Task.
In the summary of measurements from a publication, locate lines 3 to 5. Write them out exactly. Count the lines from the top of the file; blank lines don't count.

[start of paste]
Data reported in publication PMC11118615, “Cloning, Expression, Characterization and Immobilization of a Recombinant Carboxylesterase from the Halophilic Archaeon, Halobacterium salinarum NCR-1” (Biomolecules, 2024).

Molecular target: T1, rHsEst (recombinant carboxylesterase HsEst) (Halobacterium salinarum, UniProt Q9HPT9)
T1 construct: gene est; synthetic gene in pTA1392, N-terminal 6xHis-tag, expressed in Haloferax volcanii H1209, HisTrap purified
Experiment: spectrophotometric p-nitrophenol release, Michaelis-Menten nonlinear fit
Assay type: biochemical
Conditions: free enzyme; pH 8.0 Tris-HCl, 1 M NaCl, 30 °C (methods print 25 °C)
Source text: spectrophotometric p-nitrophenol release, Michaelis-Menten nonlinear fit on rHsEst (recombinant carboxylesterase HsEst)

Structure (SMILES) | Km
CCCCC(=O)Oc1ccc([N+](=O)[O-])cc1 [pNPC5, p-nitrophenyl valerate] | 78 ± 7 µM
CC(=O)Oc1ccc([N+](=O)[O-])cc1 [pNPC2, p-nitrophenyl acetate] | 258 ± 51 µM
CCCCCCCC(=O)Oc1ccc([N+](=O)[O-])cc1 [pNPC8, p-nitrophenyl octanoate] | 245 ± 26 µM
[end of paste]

T1 construct: gene est; synthetic gene in pTA1392, N-terminal 6xHis-tag, expressed in Haloferax volcanii H1209, HisTrap purified
Experiment: spectrophotometric p-nitrophenol release, Michaelis-Menten nonlinear fit
Assay type: biochemical